I have the technical aptitude, mental fortitude, and capacity to learn a few higher paying skills in my field. I’ve turned them all down. One director was stunned at my no. This is because I realized the work that will inspire me to wake up at 4AM to start my day is not and will never be their work. When you find that work, it’s easy. How do you find that work? Gotta dig deep.
Start with taking any day off.
This day is free from any obligations. You don’t have to justify calling out sick, earning money, or doing anything other than what you want to do. You don’t have to justify the time to anyone or worry about whether you wasted the time.
How would you spend that day?
What if there were a curveball where you had to produce something that day? You could build, fix, or repurpose anything you want. It doesn’t even need to work. It could even be working toward a final product, like brainstorming new ideas.
What would that product be?
Another curveball is that it can’t be too many disparate things. If you want to write, you could do sketches or photography to a lesser degree. Maybe if they relate, otherwise, ideally the focus should be building one particular kind of product.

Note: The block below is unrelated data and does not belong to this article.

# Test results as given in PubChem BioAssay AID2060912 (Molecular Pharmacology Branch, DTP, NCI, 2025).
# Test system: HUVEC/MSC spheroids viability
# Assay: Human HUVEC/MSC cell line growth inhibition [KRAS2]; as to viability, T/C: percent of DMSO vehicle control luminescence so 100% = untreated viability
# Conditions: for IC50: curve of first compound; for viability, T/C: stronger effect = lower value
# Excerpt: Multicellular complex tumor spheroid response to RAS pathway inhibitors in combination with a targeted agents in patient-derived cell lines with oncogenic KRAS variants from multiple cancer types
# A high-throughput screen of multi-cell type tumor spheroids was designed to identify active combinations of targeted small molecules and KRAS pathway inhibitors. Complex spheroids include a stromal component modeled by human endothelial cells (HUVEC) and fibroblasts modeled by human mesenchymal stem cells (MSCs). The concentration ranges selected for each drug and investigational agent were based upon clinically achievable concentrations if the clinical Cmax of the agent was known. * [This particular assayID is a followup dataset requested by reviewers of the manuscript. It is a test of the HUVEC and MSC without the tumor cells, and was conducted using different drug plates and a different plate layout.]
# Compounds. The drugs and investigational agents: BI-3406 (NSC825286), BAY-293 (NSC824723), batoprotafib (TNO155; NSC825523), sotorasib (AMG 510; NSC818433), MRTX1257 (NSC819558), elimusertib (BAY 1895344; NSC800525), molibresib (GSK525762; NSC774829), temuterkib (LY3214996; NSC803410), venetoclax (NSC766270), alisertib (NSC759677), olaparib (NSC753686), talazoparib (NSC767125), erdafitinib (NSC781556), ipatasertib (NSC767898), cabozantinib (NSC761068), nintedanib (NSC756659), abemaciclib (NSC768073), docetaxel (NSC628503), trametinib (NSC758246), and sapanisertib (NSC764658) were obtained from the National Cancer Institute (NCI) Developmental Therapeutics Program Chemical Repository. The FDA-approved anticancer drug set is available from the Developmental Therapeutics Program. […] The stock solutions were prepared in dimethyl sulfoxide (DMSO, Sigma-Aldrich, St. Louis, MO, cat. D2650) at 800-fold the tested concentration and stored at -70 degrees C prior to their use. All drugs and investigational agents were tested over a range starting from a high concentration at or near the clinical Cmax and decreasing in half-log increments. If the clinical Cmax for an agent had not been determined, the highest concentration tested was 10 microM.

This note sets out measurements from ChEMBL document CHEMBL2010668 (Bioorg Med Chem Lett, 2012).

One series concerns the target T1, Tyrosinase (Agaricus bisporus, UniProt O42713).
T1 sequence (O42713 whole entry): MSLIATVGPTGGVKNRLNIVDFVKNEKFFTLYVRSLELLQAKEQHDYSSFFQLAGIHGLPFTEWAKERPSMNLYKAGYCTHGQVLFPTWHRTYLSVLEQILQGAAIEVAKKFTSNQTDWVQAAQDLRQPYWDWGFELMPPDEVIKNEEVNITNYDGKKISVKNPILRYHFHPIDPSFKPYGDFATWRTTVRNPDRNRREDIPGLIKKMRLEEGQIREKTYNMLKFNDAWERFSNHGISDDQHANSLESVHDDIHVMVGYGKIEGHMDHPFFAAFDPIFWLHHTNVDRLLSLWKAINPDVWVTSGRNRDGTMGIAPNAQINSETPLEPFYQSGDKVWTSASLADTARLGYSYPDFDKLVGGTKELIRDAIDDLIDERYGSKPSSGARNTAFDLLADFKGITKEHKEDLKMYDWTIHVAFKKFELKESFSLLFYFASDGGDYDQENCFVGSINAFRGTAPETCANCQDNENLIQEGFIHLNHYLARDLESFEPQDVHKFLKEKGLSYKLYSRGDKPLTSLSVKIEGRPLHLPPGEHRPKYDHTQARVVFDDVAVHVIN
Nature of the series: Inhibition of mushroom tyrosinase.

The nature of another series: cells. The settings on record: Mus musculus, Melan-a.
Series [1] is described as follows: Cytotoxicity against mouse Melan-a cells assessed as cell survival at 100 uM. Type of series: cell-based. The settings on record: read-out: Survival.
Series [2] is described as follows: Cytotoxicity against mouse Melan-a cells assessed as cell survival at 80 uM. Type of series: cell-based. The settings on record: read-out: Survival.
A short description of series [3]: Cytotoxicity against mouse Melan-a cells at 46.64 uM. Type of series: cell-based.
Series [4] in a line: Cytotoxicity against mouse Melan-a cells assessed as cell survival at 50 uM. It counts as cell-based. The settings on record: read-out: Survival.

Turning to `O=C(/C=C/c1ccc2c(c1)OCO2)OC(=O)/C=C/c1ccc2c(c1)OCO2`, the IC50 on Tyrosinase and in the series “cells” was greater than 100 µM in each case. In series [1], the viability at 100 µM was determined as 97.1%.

Final curveball: you have to do it forever.
Maybe not forever. Maybe only a few million or a few hundred thousand times. Ideally, you should be doing it enough to build up your resolve, self-confidence, and motivation to seemingly do it with little effort. Even if it never gets easier to do.
What was your product?
Mine’s writing. There isn’t much money in it for amateurs, so I have to do other work to support myself, and really, to provide good writing fodder. If I already had the money and time, well, I’d waste plenty of that learning the skills.
So I practice when I can.
If that means waking up at 1AM, working a full shift, going to bed, only to write when I’m still too exhausted, then that’s what I’ve gotta do! I can skip a day without writing at my self-imposed pace. More than one means something’s gone wrong.
I couldn’t do this with anything else.
I can’t spend more than 5 minutes trying to understand programming before I receive the most overwhelming, painful, disgusting headaches. Then just as consistently, as soon as I stop trying to figure out even elementary code, the headache leaves.
And so I write.
If you’re still having trouble figuring out what you want to do in life, try this as an experiment: “fast” from entertainment for one week! No television, videogames, Internet, or reading books. Moderate your sleep and food intake. Don’t hang out with friends.
How would you fill that time?
It may be one painful week of self-reflection, doubt, and boredom.
Keep at it until you find your 4AM motivator.
It’ll be the most refreshing alarm clock of your life!
|Sources: My internal motivators.
Inspirations: My thoughts on work, motivation.
Picture: Going with the career theme.